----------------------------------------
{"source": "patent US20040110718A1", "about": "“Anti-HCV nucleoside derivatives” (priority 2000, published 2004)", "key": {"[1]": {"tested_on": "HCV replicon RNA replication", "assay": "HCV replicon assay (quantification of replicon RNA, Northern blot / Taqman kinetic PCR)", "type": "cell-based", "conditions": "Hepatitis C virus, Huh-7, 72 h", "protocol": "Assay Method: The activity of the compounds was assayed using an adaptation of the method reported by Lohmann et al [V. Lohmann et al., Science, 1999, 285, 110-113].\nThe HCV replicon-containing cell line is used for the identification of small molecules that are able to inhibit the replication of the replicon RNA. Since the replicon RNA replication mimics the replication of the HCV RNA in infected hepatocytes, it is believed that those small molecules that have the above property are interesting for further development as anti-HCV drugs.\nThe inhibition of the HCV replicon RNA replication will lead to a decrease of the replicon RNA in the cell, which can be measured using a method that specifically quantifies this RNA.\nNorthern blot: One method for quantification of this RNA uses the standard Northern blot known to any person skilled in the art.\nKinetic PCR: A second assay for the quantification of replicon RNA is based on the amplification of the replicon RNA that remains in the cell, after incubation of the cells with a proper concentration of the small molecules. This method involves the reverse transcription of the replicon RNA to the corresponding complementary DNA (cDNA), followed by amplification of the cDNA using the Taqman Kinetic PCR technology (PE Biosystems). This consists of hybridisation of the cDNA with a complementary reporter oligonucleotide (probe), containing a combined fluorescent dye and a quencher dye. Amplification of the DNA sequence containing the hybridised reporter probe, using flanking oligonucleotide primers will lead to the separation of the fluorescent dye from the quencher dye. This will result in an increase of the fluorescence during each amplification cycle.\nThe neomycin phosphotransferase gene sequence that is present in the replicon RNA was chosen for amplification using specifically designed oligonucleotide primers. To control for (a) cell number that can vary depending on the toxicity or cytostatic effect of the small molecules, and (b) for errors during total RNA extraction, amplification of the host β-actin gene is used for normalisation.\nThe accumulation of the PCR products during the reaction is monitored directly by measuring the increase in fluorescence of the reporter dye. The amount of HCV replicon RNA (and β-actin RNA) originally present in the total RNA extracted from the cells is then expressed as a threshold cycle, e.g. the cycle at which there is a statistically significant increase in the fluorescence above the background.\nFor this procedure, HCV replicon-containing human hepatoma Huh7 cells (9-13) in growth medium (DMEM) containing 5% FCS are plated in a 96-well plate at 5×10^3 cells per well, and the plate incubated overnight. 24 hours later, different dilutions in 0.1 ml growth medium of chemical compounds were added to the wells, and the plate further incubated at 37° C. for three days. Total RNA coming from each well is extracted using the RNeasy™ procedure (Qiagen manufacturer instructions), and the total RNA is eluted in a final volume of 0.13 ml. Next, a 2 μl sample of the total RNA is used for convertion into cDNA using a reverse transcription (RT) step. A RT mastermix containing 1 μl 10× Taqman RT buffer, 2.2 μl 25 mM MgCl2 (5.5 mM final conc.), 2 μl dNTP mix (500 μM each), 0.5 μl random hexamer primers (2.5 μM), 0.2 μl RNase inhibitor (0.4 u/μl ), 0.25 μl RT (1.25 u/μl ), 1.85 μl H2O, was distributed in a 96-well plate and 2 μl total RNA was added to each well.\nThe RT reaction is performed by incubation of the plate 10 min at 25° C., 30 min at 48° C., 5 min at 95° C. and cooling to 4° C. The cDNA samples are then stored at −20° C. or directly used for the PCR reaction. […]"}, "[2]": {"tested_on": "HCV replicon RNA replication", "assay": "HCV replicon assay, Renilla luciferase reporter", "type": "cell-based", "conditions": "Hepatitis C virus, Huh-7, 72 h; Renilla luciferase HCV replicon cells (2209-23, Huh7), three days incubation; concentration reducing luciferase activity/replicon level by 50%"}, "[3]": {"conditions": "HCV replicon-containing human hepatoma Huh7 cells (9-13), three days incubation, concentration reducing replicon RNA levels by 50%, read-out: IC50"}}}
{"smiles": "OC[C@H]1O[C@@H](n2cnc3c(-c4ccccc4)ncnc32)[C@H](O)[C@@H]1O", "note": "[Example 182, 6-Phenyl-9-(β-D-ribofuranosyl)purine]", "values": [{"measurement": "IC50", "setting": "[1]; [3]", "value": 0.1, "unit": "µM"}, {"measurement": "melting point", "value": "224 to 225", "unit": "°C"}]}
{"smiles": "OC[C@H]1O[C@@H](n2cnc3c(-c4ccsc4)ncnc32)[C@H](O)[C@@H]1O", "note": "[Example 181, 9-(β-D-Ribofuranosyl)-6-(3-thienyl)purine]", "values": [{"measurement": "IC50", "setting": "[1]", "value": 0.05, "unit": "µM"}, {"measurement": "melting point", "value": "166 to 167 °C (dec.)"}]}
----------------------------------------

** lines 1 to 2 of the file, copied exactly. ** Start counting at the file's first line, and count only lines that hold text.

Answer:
{"source": "patent US20040110718A1", "about": "“Anti-HCV nucleoside derivatives” (priority 2000, published 2004)", "key": {"[1]": {"tested_on": "HCV replicon RNA replication", "assay": "HCV replicon assay (quantification of replicon RNA, Northern blot / Taqman kinetic PCR)", "type": "cell-based", "conditions": "Hepatitis C virus, Huh-7, 72 h", "protocol": "Assay Method: The activity of the compounds was assayed using an adaptation of the method reported by Lohmann et al [V. Lohmann et al., Science, 1999, 285, 110-113].\nThe HCV replicon-containing cell line is used for the identification of small molecules that are able to inhibit the replication of the replicon RNA. Since the replicon RNA replication mimics the replication of the HCV RNA in infected hepatocytes, it is believed that those small molecules that have the above property are interesting for further development as anti-HCV drugs.\nThe inhibition of the HCV replicon RNA replication will lead to a decrease of the replicon RNA in the cell, which can be measured using a method that specifically quantifies this RNA.\nNorthern blot: One method for quantification of this RNA uses the standard Northern blot known to any person skilled in the art.\nKinetic PCR: A second assay for the quantification of replicon RNA is based on the amplification of the replicon RNA that remains in the cell, after incubation of the cells with a proper concentration of the small molecules. This method involves the reverse transcription of the replicon RNA to the corresponding complementary DNA (cDNA), followed by amplification of the cDNA using the Taqman Kinetic PCR technology (PE Biosystems). This consists of hybridisation of the cDNA with a complementary reporter oligonucleotide (probe), containing a combined fluorescent dye and a quencher dye. Amplification of the DNA sequence containing the hybridised reporter probe, using flanking oligonucleotide primers will lead to the separation of the fluorescent dye from the quencher dye. This will result in an increase of the fluorescence during each amplification cycle.\nThe neomycin phosphotransferase gene sequence that is present in the replicon RNA was chosen for amplification using specifically designed oligonucleotide primers. To control for (a) cell number that can vary depending on the toxicity or cytostatic effect of the small molecules, and (b) for errors during total RNA extraction, amplification of the host β-actin gene is used for normalisation.\nThe accumulation of the PCR products during the reaction is monitored directly by measuring the increase in fluorescence of the reporter dye. The amount of HCV replicon RNA (and β-actin RNA) originally present in the total RNA extracted from the cells is then expressed as a threshold cycle, e.g. the cycle at which there is a statistically significant increase in the fluorescence above the background.\nFor this procedure, HCV replicon-containing human hepatoma Huh7 cells (9-13) in growth medium (DMEM) containing 5% FCS are plated in a 96-well plate at 5×10^3 cells per well, and the plate incubated overnight. 24 hours later, different dilutions in 0.1 ml growth medium of chemical compounds were added to the wells, and the plate further incubated at 37° C. for three days. Total RNA coming from each well is extracted using the RNeasy™ procedure (Qiagen manufacturer instructions), and the total RNA is eluted in a final volume of 0.13 ml. Next, a 2 μl sample of the total RNA is used for convertion into cDNA using a reverse transcription (RT) step. A RT mastermix containing 1 μl 10× Taqman RT buffer, 2.2 μl 25 mM MgCl2 (5.5 mM final conc.), 2 μl dNTP mix (500 μM each), 0.5 μl random hexamer primers (2.5 μM), 0.2 μl RNase inhibitor (0.4 u/μl ), 0.25 μl RT (1.25 u/μl ), 1.85 μl H2O, was distributed in a 96-well plate and 2 μl total RNA was added to each well.\nThe RT reaction is performed by incubation of the plate 10 min at 25° C., 30 min at 48° C., 5 min at 95° C. and cooling to 4° C. The cDNA samples are then stored at −20° C. or directly used for the PCR reaction. […]"}, "[2]": {"tested_on": "HCV replicon RNA replication", "assay": "HCV replicon assay, Renilla luciferase reporter", "type": "cell-based", "conditions": "Hepatitis C virus, Huh-7, 72 h; Renilla luciferase HCV replicon cells (2209-23, Huh7), three days incubation; concentration reducing luciferase activity/replicon level by 50%"}, "[3]": {"conditions": "HCV replicon-containing human hepatoma Huh7 cells (9-13), three days incubation, concentration reducing replicon RNA levels by 50%, read-out: IC50"}}}
{"smiles": "OC[C@H]1O[C@@H](n2cnc3c(-c4ccccc4)ncnc32)[C@H](O)[C@@H]1O", "note": "[Example 182, 6-Phenyl-9-(β-D-ribofuranosyl)purine]", "values": [{"measurement": "IC50", "setting": "[1]; [3]", "value": 0.1, "unit": "µM"}, {"measurement": "melting point", "value": "224 to 225", "unit": "°C"}]}